From 1 September 2020, Parents can take up to 26 weeks Parental Leave


One of the issues that has come to the fore as employees return to the Workplace after the pandemic, is the challenge of childcare. With many schools no longer providing before or after school care, many creches and childcare facilities are still unopened and many grandparents unable to help out, a lot of parents are left struggling with childcare and are turning to Unpaid Parental Leave as a way to take time off to take care of their children and keep their jobs. Here are some of the basics:

Parental Leave entitles parents to take unpaid leave from work to spend time looking after their children. Under the Parental Leave (Amendment) Act 2019 the amount of parental leave that you can take has increased from 18 weeks to 26 weeks, for each eligible child, before their 12th birthday (16th Birthday for a child with a disability). This increase was phased in over a 2-year period.

From 1 September 2019, parents could take up to 22 weeks parental leave
From 1 September 2020, parents can take up to 26 weeks parental leave

If an employee has already taken some, or all of their previous entitlement of parental leave per child, they can still take the extra parental leave, (in blocks of at least 1 week), if their child is still eligible.

In general, an employee must have been working for their employer for at least a year to get the full amount of parental leave. However, if their child is very near the age threshold, and they have been working for their employer for more than 3 months but less than one year, they can take pro-rata parental leave.

An Employee can take parental leave on behalf of eligible children, if they are a relevant parent. The legislation defines a relevant parent as:

  • A parent
  • An adoptive parent
  •  (If adopted child is between the age of 10 and 12, an employee can take parental leave for them for up to 2 years after the date of the adoption order).
  • A person acting in loco parentis (this means acting as a parent to the child)

An employee can take this leave as:

  • One continuous period of leave or
  • Separate blocks of a minimum of 6 weeks each
  • If the employer consents, broken into working weeks and/or days

An employee must give written notice to their employer of their intention to take parental leave, at least 6 weeks before the leave is due to start and include the start date, the manner in which the leave will be taken (1 continuous period or separate blocks of a minimum of 6 weeks each) and the duration of the leave. The employer should give the employee a confirmation document to sign and return, at least 4 weeks before the leave is due to start. This is to confirm and have a signed record of the details of their parental leave which is a legal requirement.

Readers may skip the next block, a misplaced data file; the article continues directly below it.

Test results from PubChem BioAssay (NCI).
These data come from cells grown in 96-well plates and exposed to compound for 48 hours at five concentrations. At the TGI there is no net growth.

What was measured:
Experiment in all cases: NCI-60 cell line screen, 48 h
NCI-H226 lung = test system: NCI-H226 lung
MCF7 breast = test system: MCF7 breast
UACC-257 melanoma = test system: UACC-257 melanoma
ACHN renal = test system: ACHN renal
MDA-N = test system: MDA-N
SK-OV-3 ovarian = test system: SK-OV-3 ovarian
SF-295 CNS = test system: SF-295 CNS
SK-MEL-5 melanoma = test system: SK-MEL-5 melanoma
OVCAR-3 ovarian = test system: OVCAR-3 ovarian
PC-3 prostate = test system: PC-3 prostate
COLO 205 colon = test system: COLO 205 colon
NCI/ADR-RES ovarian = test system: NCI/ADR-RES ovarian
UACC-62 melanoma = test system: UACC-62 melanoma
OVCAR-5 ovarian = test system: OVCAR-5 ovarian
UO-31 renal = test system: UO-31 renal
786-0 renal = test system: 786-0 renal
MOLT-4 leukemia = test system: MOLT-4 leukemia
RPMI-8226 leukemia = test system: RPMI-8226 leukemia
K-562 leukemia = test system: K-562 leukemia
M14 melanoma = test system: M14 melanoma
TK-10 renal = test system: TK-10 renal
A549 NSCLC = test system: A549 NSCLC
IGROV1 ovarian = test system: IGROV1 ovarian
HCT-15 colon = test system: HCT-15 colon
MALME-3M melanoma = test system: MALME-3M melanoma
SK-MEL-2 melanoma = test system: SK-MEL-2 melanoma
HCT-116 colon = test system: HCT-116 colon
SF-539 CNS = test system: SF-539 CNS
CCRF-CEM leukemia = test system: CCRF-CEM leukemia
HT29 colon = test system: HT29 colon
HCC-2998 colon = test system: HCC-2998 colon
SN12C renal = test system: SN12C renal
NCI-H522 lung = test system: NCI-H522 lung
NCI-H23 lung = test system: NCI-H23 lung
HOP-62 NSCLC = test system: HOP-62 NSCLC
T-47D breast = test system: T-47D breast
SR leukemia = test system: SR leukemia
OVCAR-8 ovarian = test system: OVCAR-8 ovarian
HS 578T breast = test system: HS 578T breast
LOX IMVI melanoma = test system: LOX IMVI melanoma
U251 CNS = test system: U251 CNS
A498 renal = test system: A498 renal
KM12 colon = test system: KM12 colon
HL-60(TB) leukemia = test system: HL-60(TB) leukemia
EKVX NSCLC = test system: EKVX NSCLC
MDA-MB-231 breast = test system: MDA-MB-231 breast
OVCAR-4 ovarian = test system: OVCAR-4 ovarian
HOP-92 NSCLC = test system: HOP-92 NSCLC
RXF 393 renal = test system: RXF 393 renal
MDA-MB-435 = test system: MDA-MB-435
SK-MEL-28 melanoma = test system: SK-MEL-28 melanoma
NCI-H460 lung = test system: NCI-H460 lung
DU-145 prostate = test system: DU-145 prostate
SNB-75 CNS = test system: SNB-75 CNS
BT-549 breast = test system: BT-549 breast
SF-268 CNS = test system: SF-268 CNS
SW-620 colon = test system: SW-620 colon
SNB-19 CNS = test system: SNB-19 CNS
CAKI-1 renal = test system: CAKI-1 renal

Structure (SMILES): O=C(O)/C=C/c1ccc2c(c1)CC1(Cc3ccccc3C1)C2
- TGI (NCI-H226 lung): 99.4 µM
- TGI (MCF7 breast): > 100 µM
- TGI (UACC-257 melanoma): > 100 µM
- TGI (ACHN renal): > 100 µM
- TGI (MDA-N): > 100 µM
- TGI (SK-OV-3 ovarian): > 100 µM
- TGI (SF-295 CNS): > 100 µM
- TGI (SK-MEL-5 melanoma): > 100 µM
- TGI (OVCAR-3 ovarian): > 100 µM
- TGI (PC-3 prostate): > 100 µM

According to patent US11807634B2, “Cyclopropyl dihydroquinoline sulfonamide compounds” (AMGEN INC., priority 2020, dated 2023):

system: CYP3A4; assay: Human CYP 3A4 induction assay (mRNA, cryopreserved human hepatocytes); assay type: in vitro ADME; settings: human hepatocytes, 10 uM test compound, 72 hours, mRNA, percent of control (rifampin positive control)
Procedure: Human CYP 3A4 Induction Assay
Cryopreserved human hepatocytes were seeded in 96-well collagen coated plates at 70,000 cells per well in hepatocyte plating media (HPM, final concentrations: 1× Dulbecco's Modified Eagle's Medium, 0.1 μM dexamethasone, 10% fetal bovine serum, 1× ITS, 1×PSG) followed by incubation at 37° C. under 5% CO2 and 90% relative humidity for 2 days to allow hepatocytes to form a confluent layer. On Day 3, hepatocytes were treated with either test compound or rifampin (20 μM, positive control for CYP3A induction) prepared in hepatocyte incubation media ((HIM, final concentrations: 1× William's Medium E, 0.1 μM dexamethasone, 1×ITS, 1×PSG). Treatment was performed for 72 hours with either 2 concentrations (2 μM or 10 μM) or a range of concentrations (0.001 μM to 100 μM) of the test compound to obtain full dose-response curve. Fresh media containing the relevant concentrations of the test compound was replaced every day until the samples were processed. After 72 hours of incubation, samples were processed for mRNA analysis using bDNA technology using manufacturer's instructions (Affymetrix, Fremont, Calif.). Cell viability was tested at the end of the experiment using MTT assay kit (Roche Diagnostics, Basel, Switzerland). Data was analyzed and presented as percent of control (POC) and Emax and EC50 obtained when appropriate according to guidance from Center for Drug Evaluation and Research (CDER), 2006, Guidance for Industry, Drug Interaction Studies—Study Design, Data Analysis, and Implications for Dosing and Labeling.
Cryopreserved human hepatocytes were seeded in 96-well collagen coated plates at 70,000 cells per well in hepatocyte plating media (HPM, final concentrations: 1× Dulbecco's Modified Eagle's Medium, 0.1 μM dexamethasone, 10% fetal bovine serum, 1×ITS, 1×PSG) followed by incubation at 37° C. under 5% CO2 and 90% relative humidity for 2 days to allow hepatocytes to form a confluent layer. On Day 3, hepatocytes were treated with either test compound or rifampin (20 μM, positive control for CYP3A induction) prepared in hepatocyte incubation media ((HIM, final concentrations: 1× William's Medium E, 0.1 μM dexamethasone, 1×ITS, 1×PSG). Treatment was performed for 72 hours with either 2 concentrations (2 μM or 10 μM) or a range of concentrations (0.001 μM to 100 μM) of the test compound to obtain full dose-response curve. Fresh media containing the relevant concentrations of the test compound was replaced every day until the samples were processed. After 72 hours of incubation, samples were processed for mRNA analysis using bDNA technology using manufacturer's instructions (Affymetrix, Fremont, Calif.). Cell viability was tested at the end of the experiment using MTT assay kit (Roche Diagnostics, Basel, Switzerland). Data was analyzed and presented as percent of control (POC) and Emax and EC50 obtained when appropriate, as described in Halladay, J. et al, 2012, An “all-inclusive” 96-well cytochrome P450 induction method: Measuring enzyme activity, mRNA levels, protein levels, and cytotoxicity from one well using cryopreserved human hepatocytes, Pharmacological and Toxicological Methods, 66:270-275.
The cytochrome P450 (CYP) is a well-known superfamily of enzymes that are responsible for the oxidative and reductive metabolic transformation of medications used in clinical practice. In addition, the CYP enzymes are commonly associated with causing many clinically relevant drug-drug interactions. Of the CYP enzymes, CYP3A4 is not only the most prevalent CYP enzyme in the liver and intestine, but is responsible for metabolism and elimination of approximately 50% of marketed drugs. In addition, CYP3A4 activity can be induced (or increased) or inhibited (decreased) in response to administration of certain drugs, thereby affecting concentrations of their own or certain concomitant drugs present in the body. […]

If an employee has more than one child, parental leave is limited to 18 weeks in a 12-month period. This can be longer if the employer agrees. Parents of twins or triplets can take more than 18 weeks of parental leave in a year.

A part-time employee is entitled to parental leave on a reduced pro-rata basis. The entitlement to parental leave remains at 26 working weeks, for the length of the employees working week. This means if an employee works 50% of the normal work week, the parental leave granted will be 13 full working weeks.  There must be a gap of at least 10 weeks between 2 periods of parental leave per child.

Both parents have an equal separate entitlement to parental leave. If both work for the same employer and the employer agrees, one parent may transfer 14 weeks of their parental leave entitlement to the other parent.

If an employee becomes sick while on parental leave and is unable to care for their child, the leave can be suspended for the duration of the illness. The employee must give written notice and evidence of their illness to the employer as soon as is reasonably practicable. The parental leave resumes after the illness. During the illness the employee is treated as an employee who is sick.

Does taking parental leave affect an employee’s other employment rights?

There is no entitlement to pay or pension contributions from the employer while on parental leave. Apart from that, it’s as if no parental leave had been taken and an employee is regarded as still working for employment rights purposes. This means an employee accrues annual leave while on parental leave. If an employee’s annual holidays fall due during parental leave, they may be taken at a later time. An employee is also entitled to any public holidays that occur while on parental leave. This can be added to the end of the parental leave.

The employer can only refuse parental leave if an employee is not entitled to it. An employer can postpone parental leave for up to 6 months, based on objective grounds e.g. due to lack of cover or if other employees are on parental leave. This must be done before the confirmation document is signed. After that, there must be further written agreement.

Parental leave is to be used only to take care of the child concerned. If parental leave is taken and used for another purpose the employer is entitled to cancel the leave.

Parents have several different additional types of statutory leave entitlements, for example, maternity leave, adoptive leave, paternity leave and parents leave. Some are paid via social welfare and others are unpaid. Employers are required to keep record of the details of all statutory leaves.